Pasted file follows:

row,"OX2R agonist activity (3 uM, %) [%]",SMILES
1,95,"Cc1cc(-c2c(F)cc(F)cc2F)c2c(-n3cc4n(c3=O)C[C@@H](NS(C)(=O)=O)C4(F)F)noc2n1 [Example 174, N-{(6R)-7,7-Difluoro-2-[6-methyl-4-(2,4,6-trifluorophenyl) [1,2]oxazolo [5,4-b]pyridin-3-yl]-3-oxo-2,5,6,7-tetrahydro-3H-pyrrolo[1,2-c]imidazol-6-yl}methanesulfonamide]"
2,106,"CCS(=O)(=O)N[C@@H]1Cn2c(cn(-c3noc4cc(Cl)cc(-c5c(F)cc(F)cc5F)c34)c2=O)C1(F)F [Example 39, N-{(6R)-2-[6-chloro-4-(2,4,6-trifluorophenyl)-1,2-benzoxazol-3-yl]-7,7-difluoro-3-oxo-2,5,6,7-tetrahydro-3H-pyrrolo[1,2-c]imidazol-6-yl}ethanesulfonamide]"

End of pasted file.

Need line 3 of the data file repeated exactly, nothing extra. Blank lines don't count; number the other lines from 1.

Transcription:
2,106,"CCS(=O)(=O)N[C@@H]1Cn2c(cn(-c3noc4cc(Cl)cc(-c5c(F)cc(F)cc5F)c34)c2=O)C1(F)F [Example 39, N-{(6R)-2-[6-chloro-4-(2,4,6-trifluorophenyl)-1,2-benzoxazol-3-yl]-7,7-difluoro-3-oxo-2,5,6,7-tetrahydro-3H-pyrrolo[1,2-c]imidazol-6-yl}ethanesulfonamide]"